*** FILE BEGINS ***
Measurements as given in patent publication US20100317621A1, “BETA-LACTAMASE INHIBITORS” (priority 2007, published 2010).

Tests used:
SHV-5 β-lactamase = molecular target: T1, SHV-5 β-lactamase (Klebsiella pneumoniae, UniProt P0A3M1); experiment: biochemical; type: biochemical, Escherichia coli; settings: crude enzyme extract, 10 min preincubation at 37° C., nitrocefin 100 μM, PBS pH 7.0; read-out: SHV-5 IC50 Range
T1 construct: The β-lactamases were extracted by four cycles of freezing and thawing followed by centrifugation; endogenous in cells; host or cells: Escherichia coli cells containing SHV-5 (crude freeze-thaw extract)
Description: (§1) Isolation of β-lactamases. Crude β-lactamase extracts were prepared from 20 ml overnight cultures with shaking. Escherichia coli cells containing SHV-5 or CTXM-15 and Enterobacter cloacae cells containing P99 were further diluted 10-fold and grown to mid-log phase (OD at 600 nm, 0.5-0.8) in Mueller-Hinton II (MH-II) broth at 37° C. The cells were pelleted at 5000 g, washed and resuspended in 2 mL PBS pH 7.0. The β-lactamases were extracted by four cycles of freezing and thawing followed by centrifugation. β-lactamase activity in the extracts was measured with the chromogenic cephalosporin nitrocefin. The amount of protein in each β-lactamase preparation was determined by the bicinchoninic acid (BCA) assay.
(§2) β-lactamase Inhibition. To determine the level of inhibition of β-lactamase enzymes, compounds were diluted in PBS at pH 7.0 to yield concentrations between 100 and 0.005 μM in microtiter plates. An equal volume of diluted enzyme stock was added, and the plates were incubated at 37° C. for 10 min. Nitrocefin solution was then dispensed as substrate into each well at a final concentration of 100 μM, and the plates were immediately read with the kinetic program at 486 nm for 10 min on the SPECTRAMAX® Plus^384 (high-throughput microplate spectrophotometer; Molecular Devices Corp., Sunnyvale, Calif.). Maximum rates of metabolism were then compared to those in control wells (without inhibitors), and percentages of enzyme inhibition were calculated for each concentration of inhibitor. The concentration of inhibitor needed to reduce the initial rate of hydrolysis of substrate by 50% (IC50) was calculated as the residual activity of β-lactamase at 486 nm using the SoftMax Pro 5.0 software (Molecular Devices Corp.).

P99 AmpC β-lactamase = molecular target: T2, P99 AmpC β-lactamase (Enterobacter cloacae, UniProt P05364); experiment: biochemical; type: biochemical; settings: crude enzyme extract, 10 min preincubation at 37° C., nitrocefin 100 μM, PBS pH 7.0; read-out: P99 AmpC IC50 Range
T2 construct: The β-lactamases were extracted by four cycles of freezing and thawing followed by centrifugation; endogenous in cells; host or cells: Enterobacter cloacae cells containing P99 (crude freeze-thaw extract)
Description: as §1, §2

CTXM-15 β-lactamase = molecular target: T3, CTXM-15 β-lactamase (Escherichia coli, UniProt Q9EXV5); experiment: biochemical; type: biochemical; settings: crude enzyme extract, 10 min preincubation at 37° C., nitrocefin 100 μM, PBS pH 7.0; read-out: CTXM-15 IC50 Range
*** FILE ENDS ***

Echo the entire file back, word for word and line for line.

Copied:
Measurements as given in patent publication US20100317621A1, “BETA-LACTAMASE INHIBITORS” (priority 2007, published 2010).

Tests used:
SHV-5 β-lactamase = molecular target: T1, SHV-5 β-lactamase (Klebsiella pneumoniae, UniProt P0A3M1); experiment: biochemical; type: biochemical, Escherichia coli; settings: crude enzyme extract, 10 min preincubation at 37° C., nitrocefin 100 μM, PBS pH 7.0; read-out: SHV-5 IC50 Range
T1 construct: The β-lactamases were extracted by four cycles of freezing and thawing followed by centrifugation; endogenous in cells; host or cells: Escherichia coli cells containing SHV-5 (crude freeze-thaw extract)
Description: (§1) Isolation of β-lactamases. Crude β-lactamase extracts were prepared from 20 ml overnight cultures with shaking. Escherichia coli cells containing SHV-5 or CTXM-15 and Enterobacter cloacae cells containing P99 were further diluted 10-fold and grown to mid-log phase (OD at 600 nm, 0.5-0.8) in Mueller-Hinton II (MH-II) broth at 37° C. The cells were pelleted at 5000 g, washed and resuspended in 2 mL PBS pH 7.0. The β-lactamases were extracted by four cycles of freezing and thawing followed by centrifugation. β-lactamase activity in the extracts was measured with the chromogenic cephalosporin nitrocefin. The amount of protein in each β-lactamase preparation was determined by the bicinchoninic acid (BCA) assay.
(§2) β-lactamase Inhibition. To determine the level of inhibition of β-lactamase enzymes, compounds were diluted in PBS at pH 7.0 to yield concentrations between 100 and 0.005 μM in microtiter plates. An equal volume of diluted enzyme stock was added, and the plates were incubated at 37° C. for 10 min. Nitrocefin solution was then dispensed as substrate into each well at a final concentration of 100 μM, and the plates were immediately read with the kinetic program at 486 nm for 10 min on the SPECTRAMAX® Plus^384 (high-throughput microplate spectrophotometer; Molecular Devices Corp., Sunnyvale, Calif.). Maximum rates of metabolism were then compared to those in control wells (without inhibitors), and percentages of enzyme inhibition were calculated for each concentration of inhibitor. The concentration of inhibitor needed to reduce the initial rate of hydrolysis of substrate by 50% (IC50) was calculated as the residual activity of β-lactamase at 486 nm using the SoftMax Pro 5.0 software (Molecular Devices Corp.).

P99 AmpC β-lactamase = molecular target: T2, P99 AmpC β-lactamase (Enterobacter cloacae, UniProt P05364); experiment: biochemical; type: biochemical; settings: crude enzyme extract, 10 min preincubation at 37° C., nitrocefin 100 μM, PBS pH 7.0; read-out: P99 AmpC IC50 Range
T2 construct: The β-lactamases were extracted by four cycles of freezing and thawing followed by centrifugation; endogenous in cells; host or cells: Enterobacter cloacae cells containing P99 (crude freeze-thaw extract)
Description: as §1, §2

CTXM-15 β-lactamase = molecular target: T3, CTXM-15 β-lactamase (Escherichia coli, UniProt Q9EXV5); experiment: biochemical; type: biochemical; settings: crude enzyme extract, 10 min preincubation at 37° C., nitrocefin 100 μM, PBS pH 7.0; read-out: CTXM-15 IC50 Range